Florida – If someone provides management services for an association with more than 10 units, or a budget of $100,000 or greater, and receives compensation for those services, a community association manager license is required. A community association manager is defined as a person who is licensed to perform community association management services including the following:

  • Controlling or disbursing funds of a community association;
  • Preparing budgets or other financial documents for a community association;

Georgia – A community association manager is a person who, for a valuable consideration, to others of management or administrative services on, in, or to the operation of the affairs of a community association, including, but not limited to, collecting, controlling, or disbursing the funds; – person needs a real estate broker’s license or a Community Association Manager’s license and working under a GA Real Estate Broker.

Illinois – A community association manager is an individual who administers for remuneration the financial, administrative, maintenance, or other duties for the community association, including the following services:

  • Collecting, controlling or disbursing funds of the community association or having the authority to do so.
  • Preparing budgets or other financial documents for the community association.

So to be extra safe if your community is in one of these states you may want to hire a company that is licensed or at least keep it in mind.

3. Hire a Company With Insurance. General business liability is good but more importantly we are talking about having a fidelity bond or a crime insurance policy.  You want coverage that insures against an employee stealing association money.  Don’t forget to check with your state, some states have minimum coverage requirements, here are some examples:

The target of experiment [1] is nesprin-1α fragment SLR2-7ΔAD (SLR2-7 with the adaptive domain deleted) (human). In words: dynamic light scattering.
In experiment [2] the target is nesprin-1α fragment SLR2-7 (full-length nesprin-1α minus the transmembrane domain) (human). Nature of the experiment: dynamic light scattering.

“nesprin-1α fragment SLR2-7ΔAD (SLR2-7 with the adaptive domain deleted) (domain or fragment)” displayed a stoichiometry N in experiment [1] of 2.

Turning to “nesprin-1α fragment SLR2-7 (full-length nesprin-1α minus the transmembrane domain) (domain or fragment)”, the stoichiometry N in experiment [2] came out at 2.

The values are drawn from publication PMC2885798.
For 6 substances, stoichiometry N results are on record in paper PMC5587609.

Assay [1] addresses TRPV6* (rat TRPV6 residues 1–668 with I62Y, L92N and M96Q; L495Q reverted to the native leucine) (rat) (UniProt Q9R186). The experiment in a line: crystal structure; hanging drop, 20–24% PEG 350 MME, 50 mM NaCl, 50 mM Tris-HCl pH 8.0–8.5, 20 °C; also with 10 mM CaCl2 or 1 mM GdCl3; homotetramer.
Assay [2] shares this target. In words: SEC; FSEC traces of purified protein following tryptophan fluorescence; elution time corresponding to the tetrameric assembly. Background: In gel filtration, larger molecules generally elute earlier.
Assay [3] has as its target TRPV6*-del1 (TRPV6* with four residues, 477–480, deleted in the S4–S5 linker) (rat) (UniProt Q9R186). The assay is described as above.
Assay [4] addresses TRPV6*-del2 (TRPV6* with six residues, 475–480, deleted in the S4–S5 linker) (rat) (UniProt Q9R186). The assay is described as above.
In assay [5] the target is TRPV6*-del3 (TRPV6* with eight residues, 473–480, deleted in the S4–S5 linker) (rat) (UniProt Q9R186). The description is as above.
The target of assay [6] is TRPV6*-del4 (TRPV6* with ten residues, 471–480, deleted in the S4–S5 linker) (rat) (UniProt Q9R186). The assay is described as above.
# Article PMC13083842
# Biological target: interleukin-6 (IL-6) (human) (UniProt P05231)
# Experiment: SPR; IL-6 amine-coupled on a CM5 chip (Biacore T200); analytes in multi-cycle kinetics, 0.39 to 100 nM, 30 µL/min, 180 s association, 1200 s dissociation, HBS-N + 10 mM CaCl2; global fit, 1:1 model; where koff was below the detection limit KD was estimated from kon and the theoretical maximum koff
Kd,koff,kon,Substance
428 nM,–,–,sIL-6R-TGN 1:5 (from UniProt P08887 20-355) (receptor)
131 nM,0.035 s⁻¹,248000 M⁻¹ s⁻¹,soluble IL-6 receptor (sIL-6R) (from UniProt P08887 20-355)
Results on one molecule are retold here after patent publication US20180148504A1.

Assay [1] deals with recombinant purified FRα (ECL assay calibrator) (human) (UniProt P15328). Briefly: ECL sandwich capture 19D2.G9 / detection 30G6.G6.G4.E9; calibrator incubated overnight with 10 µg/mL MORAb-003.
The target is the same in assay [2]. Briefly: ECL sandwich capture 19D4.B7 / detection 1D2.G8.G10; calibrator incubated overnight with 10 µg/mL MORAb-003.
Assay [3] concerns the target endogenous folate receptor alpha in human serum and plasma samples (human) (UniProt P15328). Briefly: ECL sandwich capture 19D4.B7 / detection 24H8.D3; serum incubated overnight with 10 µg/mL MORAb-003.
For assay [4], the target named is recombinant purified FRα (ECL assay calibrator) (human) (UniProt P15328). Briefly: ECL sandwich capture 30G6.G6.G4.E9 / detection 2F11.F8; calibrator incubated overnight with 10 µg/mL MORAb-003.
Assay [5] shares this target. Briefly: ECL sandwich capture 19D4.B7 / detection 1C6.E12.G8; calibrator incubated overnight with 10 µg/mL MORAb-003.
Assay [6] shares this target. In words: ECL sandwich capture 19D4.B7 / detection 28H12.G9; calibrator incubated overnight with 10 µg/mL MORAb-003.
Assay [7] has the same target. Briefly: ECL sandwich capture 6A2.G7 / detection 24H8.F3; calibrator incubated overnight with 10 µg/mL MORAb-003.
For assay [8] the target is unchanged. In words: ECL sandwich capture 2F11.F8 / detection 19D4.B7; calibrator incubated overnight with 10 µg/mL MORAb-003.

Connecticut – “no less than the sum of three months’ assessments plus the highest estimated level of reserve funds over the next 12 months.”

Nevada – “Managers or employers of managers must maintain insurance covering liability for errors or omissions, professional liability or a surety bond to compensate for losses in an amount of $1 million or more.”

Virginia – “must carry a blanket fidelity bond or an employee dishonesty insurance policy. The policy must provide coverage in the amount of either $2 million or the aggregate amount of the operating and reserve balances of all associations under the control of the common-interest community manager during the prior fiscal year; whichever is less.”